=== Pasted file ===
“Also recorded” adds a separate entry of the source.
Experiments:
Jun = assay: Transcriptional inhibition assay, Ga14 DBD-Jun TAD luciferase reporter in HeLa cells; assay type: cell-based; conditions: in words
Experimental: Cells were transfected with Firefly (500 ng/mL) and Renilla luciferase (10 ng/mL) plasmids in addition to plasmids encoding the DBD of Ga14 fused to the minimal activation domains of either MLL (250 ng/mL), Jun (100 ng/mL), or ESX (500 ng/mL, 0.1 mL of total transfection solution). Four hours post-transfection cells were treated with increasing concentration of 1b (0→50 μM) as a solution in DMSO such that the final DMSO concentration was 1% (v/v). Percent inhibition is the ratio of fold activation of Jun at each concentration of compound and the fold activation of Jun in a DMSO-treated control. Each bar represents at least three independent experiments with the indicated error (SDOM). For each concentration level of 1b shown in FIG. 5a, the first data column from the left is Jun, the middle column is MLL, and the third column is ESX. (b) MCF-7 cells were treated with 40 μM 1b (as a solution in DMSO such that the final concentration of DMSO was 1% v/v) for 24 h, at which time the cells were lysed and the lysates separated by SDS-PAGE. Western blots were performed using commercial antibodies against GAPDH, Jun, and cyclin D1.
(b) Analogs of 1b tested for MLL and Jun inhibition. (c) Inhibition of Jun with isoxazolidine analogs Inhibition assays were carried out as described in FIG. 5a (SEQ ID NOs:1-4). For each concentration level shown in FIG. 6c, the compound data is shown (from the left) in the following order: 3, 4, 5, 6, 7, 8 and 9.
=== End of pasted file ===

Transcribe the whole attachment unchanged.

“Also recorded” adds a separate entry of the source.
Experiments:
Jun = assay: Transcriptional inhibition assay, Ga14 DBD-Jun TAD luciferase reporter in HeLa cells; assay type: cell-based; conditions: in words
Experimental: Cells were transfected with Firefly (500 ng/mL) and Renilla luciferase (10 ng/mL) plasmids in addition to plasmids encoding the DBD of Ga14 fused to the minimal activation domains of either MLL (250 ng/mL), Jun (100 ng/mL), or ESX (500 ng/mL, 0.1 mL of total transfection solution). Four hours post-transfection cells were treated with increasing concentration of 1b (0→50 μM) as a solution in DMSO such that the final DMSO concentration was 1% (v/v). Percent inhibition is the ratio of fold activation of Jun at each concentration of compound and the fold activation of Jun in a DMSO-treated control. Each bar represents at least three independent experiments with the indicated error (SDOM). For each concentration level of 1b shown in FIG. 5a, the first data column from the left is Jun, the middle column is MLL, and the third column is ESX. (b) MCF-7 cells were treated with 40 μM 1b (as a solution in DMSO such that the final concentration of DMSO was 1% v/v) for 24 h, at which time the cells were lysed and the lysates separated by SDS-PAGE. Western blots were performed using commercial antibodies against GAPDH, Jun, and cyclin D1.
(b) Analogs of 1b tested for MLL and Jun inhibition. (c) Inhibition of Jun with isoxazolidine analogs Inhibition assays were carried out as described in FIG. 5a (SEQ ID NOs:1-4). For each concentration level shown in FIG. 6c, the compound data is shown (from the left) in the following order: 3, 4, 5, 6, 7, 8 and 9.